The Colorado River crisis is hitting cities and farms in the desert Southwest A reckoning has come for cities and farms in the desert Southwest that were built to rely on the Colorado River.

Where the Colorado River crisis is hitting home

  • Download
  • <iframe src="" width="100%" height="290" frameborder="0" scrolling="no" title="NPR embedded audio player">
  • Transcript


The changing climate has yet to affect daily life for most people who rely on the Colorado River. The river provides drinking water to about 40 million people. As a decades-old drought lowers water levels, water managers have been able to find solutions and workarounds so far. NPR's Kirk Siegler has been asking how much longer they can go on.

KIRK SIEGLER, BYLINE: It feels so cliche these days to throw around the word dystopian, but it's hard not to use it when you're standing here on the road across the Hoover Dam, cars idling as tourists gawk at its huge exposed columns that for decades were underwater.

ARTHUR MURZEAU: I just think it's amazing to see the level of water so low.

SIEGLER: Arthur Murzeau is visiting from Belgium. Lake Mead, the nation's largest reservoir, is so low it's perilously close to what's called dead pool. It's a level where the dam's hydropower turbines would shut off for the first time in its 86-year history.

MURZEAU: I think we need politics to take actions. We need people to react and then to be really aware of what's going on.

SIEGLER: But are enough people aware? Even in the worst drought in 1,200 years, travel south along Highway 93 into Arizona, and it can feel like business as usual. And people continue moving here faster than almost any other state. Even in the driest, most barren-looking places, homes and RVs pockmark the desert shrub, and ramshackle real estate signs advertise cheap land, 160 acres, right here. Towns with names like Dolan Springs or, when you get closer to Phoenix, Rio Verde Foothills sound like false promises when it comes to water. Karen Nabity is one of a few activists here sounding the alarm. She's a realtor, but is dismayed that people are still being allowed to buy and build in Rio Verde - credit loose zoning and loopholes in water laws.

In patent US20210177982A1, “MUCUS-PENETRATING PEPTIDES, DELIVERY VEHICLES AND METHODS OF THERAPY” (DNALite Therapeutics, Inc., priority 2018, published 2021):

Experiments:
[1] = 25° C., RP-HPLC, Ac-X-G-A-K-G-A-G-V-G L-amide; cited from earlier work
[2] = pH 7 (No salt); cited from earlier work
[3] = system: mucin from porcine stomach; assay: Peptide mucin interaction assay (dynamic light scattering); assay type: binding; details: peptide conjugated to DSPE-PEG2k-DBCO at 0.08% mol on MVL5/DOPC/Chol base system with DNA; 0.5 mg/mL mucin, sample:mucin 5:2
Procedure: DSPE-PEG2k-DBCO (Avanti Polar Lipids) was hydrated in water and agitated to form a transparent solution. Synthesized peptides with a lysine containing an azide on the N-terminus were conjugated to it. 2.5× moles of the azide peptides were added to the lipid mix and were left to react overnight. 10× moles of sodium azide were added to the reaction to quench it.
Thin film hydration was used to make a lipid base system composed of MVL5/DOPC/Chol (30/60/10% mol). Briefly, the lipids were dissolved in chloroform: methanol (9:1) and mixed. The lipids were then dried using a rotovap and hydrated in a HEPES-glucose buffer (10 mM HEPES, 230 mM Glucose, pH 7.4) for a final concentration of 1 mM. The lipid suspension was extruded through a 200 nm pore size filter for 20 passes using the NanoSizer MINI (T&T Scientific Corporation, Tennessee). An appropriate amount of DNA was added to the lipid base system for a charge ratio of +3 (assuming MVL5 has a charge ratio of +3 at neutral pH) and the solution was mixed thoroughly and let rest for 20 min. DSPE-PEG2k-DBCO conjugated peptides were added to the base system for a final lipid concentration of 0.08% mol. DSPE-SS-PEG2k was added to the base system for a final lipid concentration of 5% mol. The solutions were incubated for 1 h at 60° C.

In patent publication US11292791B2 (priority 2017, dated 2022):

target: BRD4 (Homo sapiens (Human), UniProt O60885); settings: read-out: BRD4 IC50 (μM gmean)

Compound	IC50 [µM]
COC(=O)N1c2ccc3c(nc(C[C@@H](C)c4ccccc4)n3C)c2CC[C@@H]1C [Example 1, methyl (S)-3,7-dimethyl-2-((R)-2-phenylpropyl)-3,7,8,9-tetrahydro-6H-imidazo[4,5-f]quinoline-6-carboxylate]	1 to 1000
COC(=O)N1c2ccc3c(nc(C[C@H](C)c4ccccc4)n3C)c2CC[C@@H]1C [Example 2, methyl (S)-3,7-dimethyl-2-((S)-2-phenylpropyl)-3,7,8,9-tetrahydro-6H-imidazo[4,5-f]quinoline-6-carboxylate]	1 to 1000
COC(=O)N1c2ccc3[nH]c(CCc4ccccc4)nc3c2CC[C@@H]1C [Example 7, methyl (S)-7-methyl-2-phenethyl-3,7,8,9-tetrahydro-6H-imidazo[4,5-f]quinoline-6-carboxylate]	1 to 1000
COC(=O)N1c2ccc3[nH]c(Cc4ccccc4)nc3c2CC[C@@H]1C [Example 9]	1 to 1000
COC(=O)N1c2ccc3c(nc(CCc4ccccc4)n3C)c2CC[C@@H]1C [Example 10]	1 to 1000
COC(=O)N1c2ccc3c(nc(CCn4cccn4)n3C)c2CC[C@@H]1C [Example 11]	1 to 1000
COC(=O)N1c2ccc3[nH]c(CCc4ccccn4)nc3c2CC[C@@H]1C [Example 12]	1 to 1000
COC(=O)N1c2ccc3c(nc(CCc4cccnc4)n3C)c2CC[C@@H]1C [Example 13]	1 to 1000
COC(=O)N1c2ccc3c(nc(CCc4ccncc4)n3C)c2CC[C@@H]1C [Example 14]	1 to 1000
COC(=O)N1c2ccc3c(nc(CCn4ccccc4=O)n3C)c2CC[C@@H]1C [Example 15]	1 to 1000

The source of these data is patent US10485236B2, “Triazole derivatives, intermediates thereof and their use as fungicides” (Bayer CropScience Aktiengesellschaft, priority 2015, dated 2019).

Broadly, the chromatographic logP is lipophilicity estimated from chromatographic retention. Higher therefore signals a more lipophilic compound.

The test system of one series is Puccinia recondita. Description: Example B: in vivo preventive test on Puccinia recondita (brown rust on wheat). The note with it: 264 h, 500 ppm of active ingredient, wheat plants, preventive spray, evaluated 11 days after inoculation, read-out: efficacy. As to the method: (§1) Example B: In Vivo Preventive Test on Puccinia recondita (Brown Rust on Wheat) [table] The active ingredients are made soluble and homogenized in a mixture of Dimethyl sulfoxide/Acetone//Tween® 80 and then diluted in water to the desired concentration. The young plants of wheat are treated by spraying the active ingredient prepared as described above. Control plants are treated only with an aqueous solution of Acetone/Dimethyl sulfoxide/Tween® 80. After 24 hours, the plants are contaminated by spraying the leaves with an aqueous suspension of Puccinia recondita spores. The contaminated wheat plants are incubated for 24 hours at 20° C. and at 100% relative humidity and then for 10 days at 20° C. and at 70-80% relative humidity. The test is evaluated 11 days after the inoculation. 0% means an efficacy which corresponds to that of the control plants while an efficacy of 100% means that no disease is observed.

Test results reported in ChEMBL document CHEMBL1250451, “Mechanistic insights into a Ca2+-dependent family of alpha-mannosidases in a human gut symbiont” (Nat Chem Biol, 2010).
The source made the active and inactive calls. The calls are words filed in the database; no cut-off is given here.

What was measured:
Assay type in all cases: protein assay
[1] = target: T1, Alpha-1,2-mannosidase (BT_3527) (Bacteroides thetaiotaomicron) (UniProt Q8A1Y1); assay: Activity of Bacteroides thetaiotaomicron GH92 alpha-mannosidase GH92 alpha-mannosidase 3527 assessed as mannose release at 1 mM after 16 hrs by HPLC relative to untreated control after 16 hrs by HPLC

KAREN NABITY: What hasn't happened is they don't have a disclosure to the owner of that property to say, honey, you're building this house, but do you know on January 1 that we don't have a water source for you right now, right?

SIEGLER: Some 500 homes here, Nabity's included, are losing all their water January 1. That's because nearby Scottsdale, which gets most of its water from the Colorado, now says there's not enough to go around anymore. Remember dead pool up in Lake Mead? Nabity worries it's coming faster than predicted.

NABITY: Colorado River won't be flowing. Water won't be flowing down the canals. That should be an oh, [expletive], to this entire state. Guys, we are standing in the middle of the tracks. We're about to get hit by the train. For God's sakes, we need to do something, and we need to do it now.

SIEGLER: Nabity is trying to form a water district that could go out and buy farmland and its water rights to deliver to taps here next year - so far, no luck. She and her neighbors can pay water haulers for now to tap groundwater wells like this one off a dirt road at the very edge of the Phoenix sprawl. But there's not enough, and it's expensive.

NABITY: What is our state doing? People are still planting grass. People are still watering yards. We need to have our state step up more and start doing bigger cutbacks now because I'd hate to see cities that are saying, well, don't worry, residents, we can keep going 'cause we've got groundwater, and we've saved water in the ground. Let's use that up - well, how long is that going to last?

SIEGLER: Eighty miles to the south, through the megacity of Phoenix and into rural Pinal County, Ariz., farmer Will Thelander is resorting to pumping groundwater to keep his crops alive.